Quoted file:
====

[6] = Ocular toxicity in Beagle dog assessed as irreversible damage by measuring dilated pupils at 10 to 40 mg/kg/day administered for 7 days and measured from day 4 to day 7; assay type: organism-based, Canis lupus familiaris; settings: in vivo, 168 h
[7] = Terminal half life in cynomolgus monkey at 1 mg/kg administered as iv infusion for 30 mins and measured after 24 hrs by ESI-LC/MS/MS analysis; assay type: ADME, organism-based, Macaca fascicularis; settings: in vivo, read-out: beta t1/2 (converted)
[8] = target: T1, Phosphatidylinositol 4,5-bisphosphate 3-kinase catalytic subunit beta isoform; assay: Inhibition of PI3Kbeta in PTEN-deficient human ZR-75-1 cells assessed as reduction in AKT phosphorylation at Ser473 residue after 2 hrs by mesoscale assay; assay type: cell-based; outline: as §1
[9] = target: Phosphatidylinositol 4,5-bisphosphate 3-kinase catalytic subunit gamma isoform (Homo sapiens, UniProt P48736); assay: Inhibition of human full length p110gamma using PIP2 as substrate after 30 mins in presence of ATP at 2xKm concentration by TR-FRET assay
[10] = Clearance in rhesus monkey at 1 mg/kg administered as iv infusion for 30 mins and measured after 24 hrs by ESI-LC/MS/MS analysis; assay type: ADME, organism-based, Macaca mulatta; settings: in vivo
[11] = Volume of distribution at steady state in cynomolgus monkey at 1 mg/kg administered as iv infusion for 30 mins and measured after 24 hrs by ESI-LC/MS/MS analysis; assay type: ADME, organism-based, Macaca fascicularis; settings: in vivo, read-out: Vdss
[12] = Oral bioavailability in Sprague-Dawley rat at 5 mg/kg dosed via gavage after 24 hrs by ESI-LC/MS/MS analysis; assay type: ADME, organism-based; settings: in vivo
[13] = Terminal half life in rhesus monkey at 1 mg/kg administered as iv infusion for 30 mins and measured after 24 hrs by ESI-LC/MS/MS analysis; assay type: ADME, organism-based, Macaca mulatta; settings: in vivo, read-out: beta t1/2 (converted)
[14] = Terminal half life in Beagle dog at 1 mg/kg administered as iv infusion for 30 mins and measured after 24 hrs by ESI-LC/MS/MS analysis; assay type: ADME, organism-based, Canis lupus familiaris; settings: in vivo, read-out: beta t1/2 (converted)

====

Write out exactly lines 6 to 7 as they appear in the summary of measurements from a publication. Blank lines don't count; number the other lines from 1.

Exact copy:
[11] = Volume of distribution at steady state in cynomolgus monkey at 1 mg/kg administered as iv infusion for 30 mins and measured after 24 hrs by ESI-LC/MS/MS analysis; assay type: ADME, organism-based, Macaca fascicularis; settings: in vivo, read-out: Vdss
[12] = Oral bioavailability in Sprague-Dawley rat at 5 mg/kg dosed via gavage after 24 hrs by ESI-LC/MS/MS analysis; assay type: ADME, organism-based; settings: in vivo